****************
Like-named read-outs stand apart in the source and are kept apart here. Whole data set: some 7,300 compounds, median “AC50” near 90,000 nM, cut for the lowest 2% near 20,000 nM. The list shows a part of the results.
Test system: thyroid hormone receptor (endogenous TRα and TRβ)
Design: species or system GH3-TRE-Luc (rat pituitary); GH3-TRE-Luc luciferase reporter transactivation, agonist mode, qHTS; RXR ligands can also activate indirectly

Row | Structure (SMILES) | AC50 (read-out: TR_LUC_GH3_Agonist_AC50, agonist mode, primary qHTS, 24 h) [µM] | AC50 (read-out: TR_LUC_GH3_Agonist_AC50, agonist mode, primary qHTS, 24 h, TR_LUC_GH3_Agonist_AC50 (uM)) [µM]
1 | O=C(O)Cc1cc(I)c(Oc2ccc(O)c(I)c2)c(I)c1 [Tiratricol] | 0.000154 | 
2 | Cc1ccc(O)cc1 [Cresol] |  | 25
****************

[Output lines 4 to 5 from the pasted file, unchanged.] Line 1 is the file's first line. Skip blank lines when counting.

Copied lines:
Row | Structure (SMILES) | AC50 (read-out: TR_LUC_GH3_Agonist_AC50, agonist mode, primary qHTS, 24 h) [µM] | AC50 (read-out: TR_LUC_GH3_Agonist_AC50, agonist mode, primary qHTS, 24 h, TR_LUC_GH3_Agonist_AC50 (uM)) [µM]
1 | O=C(O)Cc1cc(I)c(Oc2ccc(O)c(I)c2)c(I)c1 [Tiratricol] | 0.000154 | 